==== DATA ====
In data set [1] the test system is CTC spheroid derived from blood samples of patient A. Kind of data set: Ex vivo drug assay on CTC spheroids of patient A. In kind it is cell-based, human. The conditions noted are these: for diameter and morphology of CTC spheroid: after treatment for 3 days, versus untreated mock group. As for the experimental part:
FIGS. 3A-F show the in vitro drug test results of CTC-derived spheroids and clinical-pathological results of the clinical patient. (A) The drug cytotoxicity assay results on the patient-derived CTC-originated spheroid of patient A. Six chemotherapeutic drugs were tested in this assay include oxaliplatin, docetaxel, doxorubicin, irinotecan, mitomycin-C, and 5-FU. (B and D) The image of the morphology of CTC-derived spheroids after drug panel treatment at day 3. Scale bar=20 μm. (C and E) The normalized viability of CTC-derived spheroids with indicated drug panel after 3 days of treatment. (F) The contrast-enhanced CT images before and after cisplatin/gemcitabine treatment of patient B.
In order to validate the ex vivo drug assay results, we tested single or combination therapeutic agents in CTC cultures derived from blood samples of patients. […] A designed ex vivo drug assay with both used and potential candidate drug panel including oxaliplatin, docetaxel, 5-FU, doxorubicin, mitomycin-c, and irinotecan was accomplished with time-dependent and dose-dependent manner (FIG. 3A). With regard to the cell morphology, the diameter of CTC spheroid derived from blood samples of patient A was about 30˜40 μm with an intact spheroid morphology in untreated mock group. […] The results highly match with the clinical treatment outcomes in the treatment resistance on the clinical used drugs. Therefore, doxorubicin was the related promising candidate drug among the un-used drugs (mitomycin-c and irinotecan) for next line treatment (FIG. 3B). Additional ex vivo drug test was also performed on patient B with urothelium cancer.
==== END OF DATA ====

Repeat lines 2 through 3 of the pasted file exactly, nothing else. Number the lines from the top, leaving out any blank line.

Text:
FIGS. 3A-F show the in vitro drug test results of CTC-derived spheroids and clinical-pathological results of the clinical patient. (A) The drug cytotoxicity assay results on the patient-derived CTC-originated spheroid of patient A. Six chemotherapeutic drugs were tested in this assay include oxaliplatin, docetaxel, doxorubicin, irinotecan, mitomycin-C, and 5-FU. (B and D) The image of the morphology of CTC-derived spheroids after drug panel treatment at day 3. Scale bar=20 μm. (C and E) The normalized viability of CTC-derived spheroids with indicated drug panel after 3 days of treatment. (F) The contrast-enhanced CT images before and after cisplatin/gemcitabine treatment of patient B.
In order to validate the ex vivo drug assay results, we tested single or combination therapeutic agents in CTC cultures derived from blood samples of patients. […] A designed ex vivo drug assay with both used and potential candidate drug panel including oxaliplatin, docetaxel, 5-FU, doxorubicin, mitomycin-c, and irinotecan was accomplished with time-dependent and dose-dependent manner (FIG. 3A). With regard to the cell morphology, the diameter of CTC spheroid derived from blood samples of patient A was about 30˜40 μm with an intact spheroid morphology in untreated mock group. […] The results highly match with the clinical treatment outcomes in the treatment resistance on the clinical used drugs. Therefore, doxorubicin was the related promising candidate drug among the un-used drugs (mitomycin-c and irinotecan) for next line treatment (FIG. 3B). Additional ex vivo drug test was also performed on patient B with urothelium cancer.